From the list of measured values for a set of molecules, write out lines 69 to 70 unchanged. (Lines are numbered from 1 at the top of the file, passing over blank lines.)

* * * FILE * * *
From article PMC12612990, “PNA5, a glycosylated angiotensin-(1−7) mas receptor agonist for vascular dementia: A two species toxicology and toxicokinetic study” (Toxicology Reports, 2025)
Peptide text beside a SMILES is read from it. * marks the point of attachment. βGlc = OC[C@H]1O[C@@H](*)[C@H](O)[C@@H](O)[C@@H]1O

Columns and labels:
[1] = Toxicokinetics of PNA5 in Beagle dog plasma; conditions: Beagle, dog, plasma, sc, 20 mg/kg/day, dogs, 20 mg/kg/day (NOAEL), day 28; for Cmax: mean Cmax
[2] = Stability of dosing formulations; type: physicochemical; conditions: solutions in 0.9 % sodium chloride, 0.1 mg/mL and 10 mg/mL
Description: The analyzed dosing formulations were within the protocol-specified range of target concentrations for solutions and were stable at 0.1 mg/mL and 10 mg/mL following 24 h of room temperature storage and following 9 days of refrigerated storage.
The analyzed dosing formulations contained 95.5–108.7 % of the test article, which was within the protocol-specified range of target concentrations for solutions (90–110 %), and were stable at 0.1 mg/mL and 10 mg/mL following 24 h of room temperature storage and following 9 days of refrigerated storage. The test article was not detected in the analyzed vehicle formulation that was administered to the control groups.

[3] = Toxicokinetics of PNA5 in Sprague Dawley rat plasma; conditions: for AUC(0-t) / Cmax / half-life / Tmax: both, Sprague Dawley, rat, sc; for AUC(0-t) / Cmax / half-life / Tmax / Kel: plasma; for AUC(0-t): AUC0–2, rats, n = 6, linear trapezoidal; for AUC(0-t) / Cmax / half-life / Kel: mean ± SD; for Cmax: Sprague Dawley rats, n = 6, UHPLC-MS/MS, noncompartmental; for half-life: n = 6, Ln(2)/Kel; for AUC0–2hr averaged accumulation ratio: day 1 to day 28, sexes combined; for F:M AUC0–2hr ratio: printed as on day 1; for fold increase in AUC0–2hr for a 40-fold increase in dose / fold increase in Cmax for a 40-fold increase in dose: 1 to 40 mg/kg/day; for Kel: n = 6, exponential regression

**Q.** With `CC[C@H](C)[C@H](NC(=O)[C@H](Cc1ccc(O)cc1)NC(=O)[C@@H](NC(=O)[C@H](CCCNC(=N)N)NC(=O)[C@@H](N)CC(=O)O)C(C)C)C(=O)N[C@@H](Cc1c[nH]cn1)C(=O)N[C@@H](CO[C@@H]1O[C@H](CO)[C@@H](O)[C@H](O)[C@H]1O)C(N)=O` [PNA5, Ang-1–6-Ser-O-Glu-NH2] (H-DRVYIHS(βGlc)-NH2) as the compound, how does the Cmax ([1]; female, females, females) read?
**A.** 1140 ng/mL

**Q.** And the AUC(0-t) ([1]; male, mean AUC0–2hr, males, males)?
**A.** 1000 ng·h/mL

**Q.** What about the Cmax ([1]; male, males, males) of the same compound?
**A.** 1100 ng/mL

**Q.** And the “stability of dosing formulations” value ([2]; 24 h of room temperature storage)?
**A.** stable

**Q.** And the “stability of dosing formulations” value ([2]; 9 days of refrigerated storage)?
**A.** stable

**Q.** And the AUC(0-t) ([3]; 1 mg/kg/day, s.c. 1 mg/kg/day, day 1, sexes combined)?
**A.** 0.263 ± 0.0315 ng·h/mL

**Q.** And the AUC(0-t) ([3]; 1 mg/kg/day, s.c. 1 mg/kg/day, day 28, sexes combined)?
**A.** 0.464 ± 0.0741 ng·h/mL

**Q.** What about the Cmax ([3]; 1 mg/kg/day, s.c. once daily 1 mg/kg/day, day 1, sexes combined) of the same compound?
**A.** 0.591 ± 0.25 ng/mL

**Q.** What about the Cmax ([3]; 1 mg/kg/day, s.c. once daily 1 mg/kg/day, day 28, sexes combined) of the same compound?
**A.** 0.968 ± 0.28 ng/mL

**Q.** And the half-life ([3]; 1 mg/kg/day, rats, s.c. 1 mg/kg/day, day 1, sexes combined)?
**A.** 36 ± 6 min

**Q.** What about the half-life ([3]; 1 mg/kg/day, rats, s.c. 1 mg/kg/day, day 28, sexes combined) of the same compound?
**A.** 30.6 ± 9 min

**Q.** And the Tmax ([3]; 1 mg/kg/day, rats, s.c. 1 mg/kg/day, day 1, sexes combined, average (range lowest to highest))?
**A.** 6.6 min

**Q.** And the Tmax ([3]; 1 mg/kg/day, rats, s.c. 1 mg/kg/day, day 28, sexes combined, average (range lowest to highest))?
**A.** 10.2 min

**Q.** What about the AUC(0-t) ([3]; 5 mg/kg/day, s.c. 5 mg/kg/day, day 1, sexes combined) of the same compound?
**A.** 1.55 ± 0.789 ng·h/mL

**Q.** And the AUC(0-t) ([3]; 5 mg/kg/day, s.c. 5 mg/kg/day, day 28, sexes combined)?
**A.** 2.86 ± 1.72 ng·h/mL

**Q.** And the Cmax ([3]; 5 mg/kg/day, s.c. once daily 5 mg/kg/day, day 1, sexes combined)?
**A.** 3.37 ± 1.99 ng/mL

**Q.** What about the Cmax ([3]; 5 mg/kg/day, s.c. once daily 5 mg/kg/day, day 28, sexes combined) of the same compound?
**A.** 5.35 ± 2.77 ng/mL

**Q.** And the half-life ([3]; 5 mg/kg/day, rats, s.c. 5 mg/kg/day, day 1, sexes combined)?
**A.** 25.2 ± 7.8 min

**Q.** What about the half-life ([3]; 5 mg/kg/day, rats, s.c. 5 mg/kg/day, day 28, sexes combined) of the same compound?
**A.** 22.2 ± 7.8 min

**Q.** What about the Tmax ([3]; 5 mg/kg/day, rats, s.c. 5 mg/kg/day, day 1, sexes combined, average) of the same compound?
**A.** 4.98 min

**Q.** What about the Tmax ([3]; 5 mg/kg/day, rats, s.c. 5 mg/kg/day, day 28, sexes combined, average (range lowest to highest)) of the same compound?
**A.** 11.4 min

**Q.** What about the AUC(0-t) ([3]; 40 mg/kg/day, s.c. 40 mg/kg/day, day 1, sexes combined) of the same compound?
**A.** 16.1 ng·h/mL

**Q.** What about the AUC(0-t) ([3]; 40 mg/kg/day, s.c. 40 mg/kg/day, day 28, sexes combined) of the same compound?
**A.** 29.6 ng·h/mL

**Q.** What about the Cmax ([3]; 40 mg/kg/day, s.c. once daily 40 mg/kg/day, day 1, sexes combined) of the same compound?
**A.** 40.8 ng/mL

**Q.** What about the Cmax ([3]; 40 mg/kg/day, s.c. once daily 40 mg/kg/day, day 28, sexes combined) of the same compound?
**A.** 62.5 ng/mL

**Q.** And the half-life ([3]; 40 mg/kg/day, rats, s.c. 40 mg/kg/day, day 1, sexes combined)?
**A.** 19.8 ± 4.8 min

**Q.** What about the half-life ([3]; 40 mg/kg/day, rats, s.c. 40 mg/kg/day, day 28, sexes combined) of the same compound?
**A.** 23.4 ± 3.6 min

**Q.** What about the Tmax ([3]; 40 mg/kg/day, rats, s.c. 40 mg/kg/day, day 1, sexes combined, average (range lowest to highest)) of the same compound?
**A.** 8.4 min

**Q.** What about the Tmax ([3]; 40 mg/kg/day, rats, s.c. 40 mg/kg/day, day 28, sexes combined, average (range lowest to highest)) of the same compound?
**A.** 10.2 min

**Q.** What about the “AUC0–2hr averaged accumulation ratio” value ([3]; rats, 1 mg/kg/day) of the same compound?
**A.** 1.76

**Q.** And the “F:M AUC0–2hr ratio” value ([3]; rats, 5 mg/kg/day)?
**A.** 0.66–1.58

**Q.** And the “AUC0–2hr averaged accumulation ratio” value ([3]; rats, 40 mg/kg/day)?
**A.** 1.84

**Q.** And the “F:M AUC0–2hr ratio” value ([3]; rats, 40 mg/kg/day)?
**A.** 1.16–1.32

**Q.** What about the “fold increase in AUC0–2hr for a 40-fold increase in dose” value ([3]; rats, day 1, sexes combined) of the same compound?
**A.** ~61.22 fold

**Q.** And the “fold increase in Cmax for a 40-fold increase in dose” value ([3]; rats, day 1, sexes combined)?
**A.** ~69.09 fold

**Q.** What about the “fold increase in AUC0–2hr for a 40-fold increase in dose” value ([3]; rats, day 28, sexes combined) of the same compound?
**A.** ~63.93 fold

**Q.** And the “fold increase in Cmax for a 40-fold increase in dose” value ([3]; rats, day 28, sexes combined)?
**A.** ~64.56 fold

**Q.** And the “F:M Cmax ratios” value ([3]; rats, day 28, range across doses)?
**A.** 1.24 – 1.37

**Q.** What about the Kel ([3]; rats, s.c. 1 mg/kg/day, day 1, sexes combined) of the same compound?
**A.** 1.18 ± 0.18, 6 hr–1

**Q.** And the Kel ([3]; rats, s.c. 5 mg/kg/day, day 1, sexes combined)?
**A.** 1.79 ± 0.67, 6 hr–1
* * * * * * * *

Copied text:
**Q.** And the “F:M AUC0–2hr ratio” value ([3]; rats, 5 mg/kg/day)?
**A.** 0.66–1.58